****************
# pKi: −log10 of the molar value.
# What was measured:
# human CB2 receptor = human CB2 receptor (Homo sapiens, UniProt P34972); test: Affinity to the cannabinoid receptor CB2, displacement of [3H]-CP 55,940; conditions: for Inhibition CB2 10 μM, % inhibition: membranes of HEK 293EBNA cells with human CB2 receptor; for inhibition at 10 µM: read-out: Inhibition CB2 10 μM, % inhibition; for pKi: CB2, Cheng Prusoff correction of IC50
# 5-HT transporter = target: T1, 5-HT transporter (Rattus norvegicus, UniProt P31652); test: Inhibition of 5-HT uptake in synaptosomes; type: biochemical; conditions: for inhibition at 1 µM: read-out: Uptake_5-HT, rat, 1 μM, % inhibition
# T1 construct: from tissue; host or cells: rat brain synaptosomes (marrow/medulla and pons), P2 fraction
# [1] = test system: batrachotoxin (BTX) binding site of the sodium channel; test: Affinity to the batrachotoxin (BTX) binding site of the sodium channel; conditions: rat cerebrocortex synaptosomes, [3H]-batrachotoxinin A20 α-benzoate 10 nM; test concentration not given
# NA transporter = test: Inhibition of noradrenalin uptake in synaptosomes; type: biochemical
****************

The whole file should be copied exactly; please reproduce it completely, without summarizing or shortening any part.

# pKi: −log10 of the molar value.
# What was measured:
# human CB2 receptor = human CB2 receptor (Homo sapiens, UniProt P34972); test: Affinity to the cannabinoid receptor CB2, displacement of [3H]-CP 55,940; conditions: for Inhibition CB2 10 μM, % inhibition: membranes of HEK 293EBNA cells with human CB2 receptor; for inhibition at 10 µM: read-out: Inhibition CB2 10 μM, % inhibition; for pKi: CB2, Cheng Prusoff correction of IC50
# 5-HT transporter = target: T1, 5-HT transporter (Rattus norvegicus, UniProt P31652); test: Inhibition of 5-HT uptake in synaptosomes; type: biochemical; conditions: for inhibition at 1 µM: read-out: Uptake_5-HT, rat, 1 μM, % inhibition
# T1 construct: from tissue; host or cells: rat brain synaptosomes (marrow/medulla and pons), P2 fraction
# [1] = test system: batrachotoxin (BTX) binding site of the sodium channel; test: Affinity to the batrachotoxin (BTX) binding site of the sodium channel; conditions: rat cerebrocortex synaptosomes, [3H]-batrachotoxinin A20 α-benzoate 10 nM; test concentration not given
# NA transporter = test: Inhibition of noradrenalin uptake in synaptosomes; type: biochemical